“He was a class act. He never left northeast Lincoln,” Motz said. “He’s an icon out here. He’s one of the people who laid the groundwork for all the rich tradition we had.
“He treated his opponents with respect. There was no trash talk. And in return, everyone respected him, too.”
Lebsack is survived by his wife of 47 years, Sharon, daughter Lindy and her husband Doug Bonnett, son Scott and his wife Christie, granddaughter Haley, and sister Donna Spence, all of Lincoln, and sister Judy and her husband Harlan Hoy of Waverly.
“He was very humble and shy. The only thing he cared about when he stepped on the field of endeavor was to win,” Motz said. “I’ve seen a lot of high school quarterbacks in this town, and there’s no one who was better.
“He wasn’t the fastest and he couldn’t jump the highest. All he did was win.”
Reach Ryly Jane Hambleton at 402-473-7314 or email@example.com.
Athlete. Carol started collecting gold medals from the beginning. She began competing in AAU meets as a youngster. She competed on the boys cross-country team her freshman year at McCook because there was no girl’s team. She was the number 3 runner in most of the meets. Track season was her real forte, she won the 800, 1600 and 3200 meter runs in the State Meet. Her sophomore year McCook fielded a girl’s cross-country team and sparked by Carol won every meet they were in including the Nebraska State Cross Country Meet. Their team finish of 2-3-6-9 for a total of 18 points still ranks as the lowest team score in the history of the meet. This was also a banner year for the girls track with Carol again winning the 800, 1600 and 3200 meter runs she also took a leg on the 3200 meter relay which gave them a total of 32½ points and the State Championship. Moved to Lincoln High for her next two years, picking up six letters in three sports, cross-country, basketball and track. In her junior year she again picked up the gold in the distance races with a record time of 10:45.89 in the 3200. This year she switched from the 3200 relay to the 1600 relay, which finished second and gave the Links a Class A team state championship. Carol was named All-American Honorable Mention in track her senior year, where she won the State Meet in the 1600 and 3200 and a second place finish in the 800. Her 1600 time was a record 5:00.61. After high school Carol accepted a scholarship from UNL where she lettered two years in cross-country and four years in track. While she was a member of the Husker track squad they were Conference Indoor and Outdoor Champions all four years and National Indoor Champions one year. After college she returned to McCook as a teacher and coach for a time then went to UNO for a Masters Degree and is now involved in social work.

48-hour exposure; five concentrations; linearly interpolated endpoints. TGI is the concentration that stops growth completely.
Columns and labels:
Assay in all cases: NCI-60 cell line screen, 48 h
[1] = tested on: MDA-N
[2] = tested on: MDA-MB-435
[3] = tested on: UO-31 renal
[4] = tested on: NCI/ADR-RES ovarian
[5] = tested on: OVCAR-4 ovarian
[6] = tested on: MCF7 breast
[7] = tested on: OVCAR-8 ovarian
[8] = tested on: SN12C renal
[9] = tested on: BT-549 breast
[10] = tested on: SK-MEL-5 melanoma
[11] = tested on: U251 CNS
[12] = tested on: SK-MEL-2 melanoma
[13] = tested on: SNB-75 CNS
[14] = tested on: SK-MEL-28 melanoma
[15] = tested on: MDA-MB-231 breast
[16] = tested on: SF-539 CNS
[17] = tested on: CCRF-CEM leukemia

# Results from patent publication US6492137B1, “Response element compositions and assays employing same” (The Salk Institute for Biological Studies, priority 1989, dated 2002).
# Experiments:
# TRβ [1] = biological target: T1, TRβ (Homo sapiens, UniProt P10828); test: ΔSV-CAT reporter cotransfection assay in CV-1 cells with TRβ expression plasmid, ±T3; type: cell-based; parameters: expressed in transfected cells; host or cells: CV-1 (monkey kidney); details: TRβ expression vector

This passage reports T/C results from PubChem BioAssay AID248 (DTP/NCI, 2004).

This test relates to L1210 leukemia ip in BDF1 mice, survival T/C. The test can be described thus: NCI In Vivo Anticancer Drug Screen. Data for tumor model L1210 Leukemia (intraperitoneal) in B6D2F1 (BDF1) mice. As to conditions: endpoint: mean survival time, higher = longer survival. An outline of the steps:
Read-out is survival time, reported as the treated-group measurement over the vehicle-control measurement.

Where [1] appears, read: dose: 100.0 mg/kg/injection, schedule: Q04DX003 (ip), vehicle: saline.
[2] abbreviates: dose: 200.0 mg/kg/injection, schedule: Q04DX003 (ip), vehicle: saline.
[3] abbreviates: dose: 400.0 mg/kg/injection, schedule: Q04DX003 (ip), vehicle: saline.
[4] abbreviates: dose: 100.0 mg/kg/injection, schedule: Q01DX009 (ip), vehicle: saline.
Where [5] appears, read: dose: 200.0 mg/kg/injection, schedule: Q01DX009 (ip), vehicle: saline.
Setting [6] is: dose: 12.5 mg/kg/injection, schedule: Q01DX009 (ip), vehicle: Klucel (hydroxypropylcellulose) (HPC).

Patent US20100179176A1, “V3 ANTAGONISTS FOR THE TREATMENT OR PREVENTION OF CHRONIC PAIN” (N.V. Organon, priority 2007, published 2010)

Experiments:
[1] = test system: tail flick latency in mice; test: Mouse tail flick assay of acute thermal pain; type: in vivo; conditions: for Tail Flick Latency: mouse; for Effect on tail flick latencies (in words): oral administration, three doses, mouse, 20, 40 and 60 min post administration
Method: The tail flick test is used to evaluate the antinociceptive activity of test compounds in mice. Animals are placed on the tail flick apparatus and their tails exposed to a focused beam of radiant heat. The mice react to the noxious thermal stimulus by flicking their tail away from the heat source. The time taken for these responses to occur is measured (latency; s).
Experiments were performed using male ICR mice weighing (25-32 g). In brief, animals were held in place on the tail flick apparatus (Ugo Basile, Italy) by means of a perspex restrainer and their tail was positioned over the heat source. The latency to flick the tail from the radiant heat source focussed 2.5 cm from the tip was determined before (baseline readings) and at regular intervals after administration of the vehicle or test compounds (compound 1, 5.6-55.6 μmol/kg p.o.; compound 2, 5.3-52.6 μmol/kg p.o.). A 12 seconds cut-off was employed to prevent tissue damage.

Coach. From early coaching positions at Arlington and Tekamah this talented leader of boys then moved on to arguably the toughest conference in Nebraska where for the next 27 years he was football and track coach at Omaha Central High School. A good example of strong competition occurred the fall of 1960 when Omaha Central High battled cross-town rival Creighton Prep on the football gridiron to a zero-zero tie. Both schools were then treated as co-champions. Between 1958 and 1966 Frank Smagacz coached five Class A Boys state track & field champions, indicating a superb ability to spot great athletes and guide them to their best efforts. In 1961, he was named high school coach of the year in Nebraska.
LaVerne Torczon blazed a trail from Nebraska’s six-man fields to professional football where he earned the nickname “Tarzan Torczon” while playing for the Buffalo Bills, New York Titans/Jets and Miami Dolphins. At Platte Center, he was a three-year starter in football, playing end as a sophomore and running back his junior and senior years, which included a one-loss season in 1951. He lettered all four years in basketball, averaging more than 20 points per game his junior and senior seasons. A walk-on football player at Nebraska, he earned a scholarship after his freshman year and twice earned All-Big Seven honors as a lineman.
As a professional, he earned All-AFL honors at defensive end in 1960 and played in the 1961 AFL All-Star Game.